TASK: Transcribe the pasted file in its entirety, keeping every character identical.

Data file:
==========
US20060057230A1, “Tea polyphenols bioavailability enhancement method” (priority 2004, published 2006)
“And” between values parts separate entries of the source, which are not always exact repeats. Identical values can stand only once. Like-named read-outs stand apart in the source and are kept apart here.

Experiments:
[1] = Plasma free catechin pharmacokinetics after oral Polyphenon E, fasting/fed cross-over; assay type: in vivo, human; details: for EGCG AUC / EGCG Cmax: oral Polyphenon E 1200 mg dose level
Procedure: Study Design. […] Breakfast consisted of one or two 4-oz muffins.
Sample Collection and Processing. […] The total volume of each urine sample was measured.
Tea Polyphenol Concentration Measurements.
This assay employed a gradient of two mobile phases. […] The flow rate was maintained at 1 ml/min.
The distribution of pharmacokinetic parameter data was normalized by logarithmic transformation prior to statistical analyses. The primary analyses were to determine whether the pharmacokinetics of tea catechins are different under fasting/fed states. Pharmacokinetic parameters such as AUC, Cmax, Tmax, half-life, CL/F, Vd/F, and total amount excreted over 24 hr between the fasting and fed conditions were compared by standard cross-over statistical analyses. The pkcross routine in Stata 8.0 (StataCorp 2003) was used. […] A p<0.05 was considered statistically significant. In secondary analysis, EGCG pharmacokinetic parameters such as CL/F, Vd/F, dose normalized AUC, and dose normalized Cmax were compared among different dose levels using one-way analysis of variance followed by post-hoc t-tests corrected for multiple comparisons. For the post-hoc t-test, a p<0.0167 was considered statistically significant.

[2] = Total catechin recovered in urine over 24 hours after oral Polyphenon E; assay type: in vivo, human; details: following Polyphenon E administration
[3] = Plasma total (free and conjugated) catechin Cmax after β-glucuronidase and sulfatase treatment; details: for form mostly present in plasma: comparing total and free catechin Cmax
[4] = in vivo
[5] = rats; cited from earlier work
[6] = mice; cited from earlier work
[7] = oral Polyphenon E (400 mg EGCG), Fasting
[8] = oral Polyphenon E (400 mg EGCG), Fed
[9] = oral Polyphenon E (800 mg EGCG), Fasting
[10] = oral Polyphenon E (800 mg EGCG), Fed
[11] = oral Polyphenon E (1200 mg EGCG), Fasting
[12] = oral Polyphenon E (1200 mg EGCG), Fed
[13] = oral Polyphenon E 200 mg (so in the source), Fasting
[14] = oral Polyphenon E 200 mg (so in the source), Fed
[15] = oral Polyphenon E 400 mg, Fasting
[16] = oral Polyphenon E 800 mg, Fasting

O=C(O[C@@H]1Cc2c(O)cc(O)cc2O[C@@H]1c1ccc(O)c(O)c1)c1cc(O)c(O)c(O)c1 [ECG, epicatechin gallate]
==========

US20060057230A1, “Tea polyphenols bioavailability enhancement method” (priority 2004, published 2006)
“And” between values parts separate entries of the source, which are not always exact repeats. Identical values can stand only once. Like-named read-outs stand apart in the source and are kept apart here.

Experiments:
[1] = Plasma free catechin pharmacokinetics after oral Polyphenon E, fasting/fed cross-over; assay type: in vivo, human; details: for EGCG AUC / EGCG Cmax: oral Polyphenon E 1200 mg dose level
Procedure: Study Design. […] Breakfast consisted of one or two 4-oz muffins.
Sample Collection and Processing. […] The total volume of each urine sample was measured.
Tea Polyphenol Concentration Measurements.
This assay employed a gradient of two mobile phases. […] The flow rate was maintained at 1 ml/min.
The distribution of pharmacokinetic parameter data was normalized by logarithmic transformation prior to statistical analyses. The primary analyses were to determine whether the pharmacokinetics of tea catechins are different under fasting/fed states. Pharmacokinetic parameters such as AUC, Cmax, Tmax, half-life, CL/F, Vd/F, and total amount excreted over 24 hr between the fasting and fed conditions were compared by standard cross-over statistical analyses. The pkcross routine in Stata 8.0 (StataCorp 2003) was used. […] A p<0.05 was considered statistically significant. In secondary analysis, EGCG pharmacokinetic parameters such as CL/F, Vd/F, dose normalized AUC, and dose normalized Cmax were compared among different dose levels using one-way analysis of variance followed by post-hoc t-tests corrected for multiple comparisons. For the post-hoc t-test, a p<0.0167 was considered statistically significant.

[2] = Total catechin recovered in urine over 24 hours after oral Polyphenon E; assay type: in vivo, human; details: following Polyphenon E administration
[3] = Plasma total (free and conjugated) catechin Cmax after β-glucuronidase and sulfatase treatment; details: for form mostly present in plasma: comparing total and free catechin Cmax
[4] = in vivo
[5] = rats; cited from earlier work
[6] = mice; cited from earlier work
[7] = oral Polyphenon E (400 mg EGCG), Fasting
[8] = oral Polyphenon E (400 mg EGCG), Fed
[9] = oral Polyphenon E (800 mg EGCG), Fasting
[10] = oral Polyphenon E (800 mg EGCG), Fed
[11] = oral Polyphenon E (1200 mg EGCG), Fasting
[12] = oral Polyphenon E (1200 mg EGCG), Fed
[13] = oral Polyphenon E 200 mg (so in the source), Fasting
[14] = oral Polyphenon E 200 mg (so in the source), Fed
[15] = oral Polyphenon E 400 mg, Fasting
[16] = oral Polyphenon E 800 mg, Fasting

O=C(O[C@@H]1Cc2c(O)cc(O)cc2O[C@@H]1c1ccc(O)c(O)c1)c1cc(O)c(O)c(O)c1 [ECG, epicatechin gallate]